So he's gay, right? He's gay.

Captain Planet is probably the worst superhero ever outside of Bibleman and Hal Jordan. Despite his unlimited, never fully explained superpowers, the guy's a stupid asshole who only shows up in 5 minutes of any given episode. He ain't the focal point of the show, the shitty little teenage audience identification characters are. It'd be like naming Mighty Morphin' Power Rangers just Megazord. I must question also the motives behind having ethnically diverse kids assemble their magic rings to create a big white guy who solves all their problems for them. Though Wheeler serves as the "wow, I didn't know pollution existed" moron of the quintet, I doubt Captain Planet represents the United States, as not even Ted Turner could make the case the United Nations enacts measures to do anything about anything. So either Cap is the manifestation of the United States, or he's the manifestation of Ted Turner. Both have merit; America fits the annoying, smirking arrogance of Planet while Ted Turner plays to the naive belief one mogul can save the planet from lax industry standards and poor regulation. Does it really matter whom Captain Planet is modeled after when at the end of the day he's still a douchebag?

I've asked Jeff Goldblum himself to tell us a little something about his experiences on Captain Planet, as brief as they may be.

I, uh, well, um, that is, I was very excited to be doing this voice for the Captain Planet show. [cough] Ted Turner asked me if I wanted, to, um, I suppose you would say, "do" it, and I agreed based on, um, er, well, Ted Turner's promise of residuals. I didn't get any, well, uh, that is, fucking residuals I guess you'd phrase it, so that's why I only appeared in the first episode of Verminous Skumm. The other thing I remember about my guest appearance was, uh, um, well, that is, er, um, they had to edit down my acting and speed it up in post-production. They said my total 3 minutes of dialogue was so slow it was, um, well, 27 minutes in tape form. In the end, my, uh, well, to say, my voice was sped up 8 times the original speed to get my character Verminous Skumm to fit into the episode. I, um, well, er, uh, well, sounded like Alvin from Alvin and the [cough] Chipmunks. I hate those motherfucking Chipmunks.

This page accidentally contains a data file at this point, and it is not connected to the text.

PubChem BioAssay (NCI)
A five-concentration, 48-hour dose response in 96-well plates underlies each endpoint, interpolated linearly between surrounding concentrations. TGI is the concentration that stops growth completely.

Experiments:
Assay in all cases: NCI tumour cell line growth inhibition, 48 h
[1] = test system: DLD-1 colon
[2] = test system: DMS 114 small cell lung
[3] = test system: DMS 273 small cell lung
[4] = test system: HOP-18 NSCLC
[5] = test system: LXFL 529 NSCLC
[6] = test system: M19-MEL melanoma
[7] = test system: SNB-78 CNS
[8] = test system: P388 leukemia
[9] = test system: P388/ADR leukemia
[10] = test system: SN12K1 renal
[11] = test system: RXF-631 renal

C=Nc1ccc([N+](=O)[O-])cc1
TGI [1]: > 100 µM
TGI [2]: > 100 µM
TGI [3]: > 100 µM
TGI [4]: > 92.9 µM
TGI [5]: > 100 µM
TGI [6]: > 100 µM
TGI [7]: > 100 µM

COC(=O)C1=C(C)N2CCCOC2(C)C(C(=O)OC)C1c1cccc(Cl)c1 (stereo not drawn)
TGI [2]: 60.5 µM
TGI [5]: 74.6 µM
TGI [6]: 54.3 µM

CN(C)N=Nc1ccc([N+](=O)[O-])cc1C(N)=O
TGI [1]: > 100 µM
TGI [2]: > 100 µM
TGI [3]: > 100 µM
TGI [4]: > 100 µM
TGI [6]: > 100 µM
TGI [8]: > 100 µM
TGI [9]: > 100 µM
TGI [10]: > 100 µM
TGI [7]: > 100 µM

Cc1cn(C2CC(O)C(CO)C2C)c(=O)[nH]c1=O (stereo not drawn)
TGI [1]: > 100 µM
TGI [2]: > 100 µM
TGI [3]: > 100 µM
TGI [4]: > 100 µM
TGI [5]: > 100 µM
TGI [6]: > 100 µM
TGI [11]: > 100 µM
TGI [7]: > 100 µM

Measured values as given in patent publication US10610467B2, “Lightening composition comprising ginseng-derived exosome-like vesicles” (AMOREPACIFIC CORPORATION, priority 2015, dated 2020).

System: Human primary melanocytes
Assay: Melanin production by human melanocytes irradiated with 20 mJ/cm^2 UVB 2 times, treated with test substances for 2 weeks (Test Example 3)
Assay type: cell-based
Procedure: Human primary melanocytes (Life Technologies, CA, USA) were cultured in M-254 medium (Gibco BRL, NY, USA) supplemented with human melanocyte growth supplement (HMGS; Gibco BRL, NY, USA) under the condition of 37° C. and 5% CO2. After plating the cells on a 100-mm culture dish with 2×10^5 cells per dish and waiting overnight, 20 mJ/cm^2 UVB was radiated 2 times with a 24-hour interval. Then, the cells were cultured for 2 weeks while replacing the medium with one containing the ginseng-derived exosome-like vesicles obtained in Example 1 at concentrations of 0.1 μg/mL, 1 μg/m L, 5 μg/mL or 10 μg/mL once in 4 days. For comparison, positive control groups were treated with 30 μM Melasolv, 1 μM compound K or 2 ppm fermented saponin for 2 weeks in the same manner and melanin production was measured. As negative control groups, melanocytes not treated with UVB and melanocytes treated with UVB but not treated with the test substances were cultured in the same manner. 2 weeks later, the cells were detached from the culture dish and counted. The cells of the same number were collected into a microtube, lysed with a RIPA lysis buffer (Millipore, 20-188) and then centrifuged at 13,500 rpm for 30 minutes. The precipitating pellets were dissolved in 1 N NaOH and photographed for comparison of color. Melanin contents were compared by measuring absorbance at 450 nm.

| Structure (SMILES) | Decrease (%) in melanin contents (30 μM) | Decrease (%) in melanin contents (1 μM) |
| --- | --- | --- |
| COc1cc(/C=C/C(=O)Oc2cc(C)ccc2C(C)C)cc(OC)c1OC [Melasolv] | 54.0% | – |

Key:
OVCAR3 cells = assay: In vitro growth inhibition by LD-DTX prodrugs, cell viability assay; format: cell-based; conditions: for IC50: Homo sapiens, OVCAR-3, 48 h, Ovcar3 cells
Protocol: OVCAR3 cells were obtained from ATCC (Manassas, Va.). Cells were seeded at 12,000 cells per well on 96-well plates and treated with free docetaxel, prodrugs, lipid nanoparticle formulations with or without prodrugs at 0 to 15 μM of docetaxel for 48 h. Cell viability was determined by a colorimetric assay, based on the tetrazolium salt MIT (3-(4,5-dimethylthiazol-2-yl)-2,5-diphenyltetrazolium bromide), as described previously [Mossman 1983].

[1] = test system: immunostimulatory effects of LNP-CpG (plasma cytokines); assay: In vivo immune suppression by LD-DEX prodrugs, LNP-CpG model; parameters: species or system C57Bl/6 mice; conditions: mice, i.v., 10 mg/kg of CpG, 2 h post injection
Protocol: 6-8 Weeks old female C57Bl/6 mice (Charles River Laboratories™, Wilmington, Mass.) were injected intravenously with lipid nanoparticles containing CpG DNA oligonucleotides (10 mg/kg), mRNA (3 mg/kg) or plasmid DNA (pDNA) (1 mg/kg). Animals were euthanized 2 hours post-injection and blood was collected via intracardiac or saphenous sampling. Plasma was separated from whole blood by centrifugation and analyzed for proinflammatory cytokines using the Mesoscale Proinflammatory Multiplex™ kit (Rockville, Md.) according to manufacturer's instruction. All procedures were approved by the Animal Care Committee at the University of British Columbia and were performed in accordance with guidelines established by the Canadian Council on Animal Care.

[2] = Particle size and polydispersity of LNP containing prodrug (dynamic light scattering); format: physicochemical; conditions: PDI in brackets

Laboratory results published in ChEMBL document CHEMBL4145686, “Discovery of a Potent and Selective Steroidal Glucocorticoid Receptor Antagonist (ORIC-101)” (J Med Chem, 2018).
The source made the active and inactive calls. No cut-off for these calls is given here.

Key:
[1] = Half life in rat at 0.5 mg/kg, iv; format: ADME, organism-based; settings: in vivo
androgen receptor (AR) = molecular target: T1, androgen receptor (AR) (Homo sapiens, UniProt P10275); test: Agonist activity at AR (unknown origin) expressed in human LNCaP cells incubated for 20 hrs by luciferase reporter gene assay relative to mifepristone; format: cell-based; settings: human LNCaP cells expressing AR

Now I must move on to the most important aspect of "Rain of Terror", the aspect which makes or breaks it: the Goldblumminess (alternate spellings include Goldbluminess, Goldbumyness, and OPS). I'm sorry to say Goldblum does not lend Captain Planet his usual air of nervous, enthusiastic intellectualism. While the voice is definitely Goldblum's, the writers apparently did not allow for Goldblum to mix the dialogue up and pepper it with his trademark Goldblumming jerky delivery. Even in "A Fish Named Selma", when The Simpsons crew had to rerecord Goldblum as MacArthur Parker so the line delivery was faster, it still fell within his canon, in the wheelhouse he is famous for. This, no. I think it says much that Goldblum only voiced Verminous Skumm once and was replaced by Maurice LaMarche with the show not missing a beat. When the Blum is a superfluous element to a show, you know it's the show's problem, not Goldblum's. CAPTAIN PLANET IS UNWORTHY OF THE GLORY GOLDBLUM BESTOWS UPON A TELEVISION PROGRAM. FUCK YOU, IDEALIST HIPPIE ASSHOLE TED TURNER!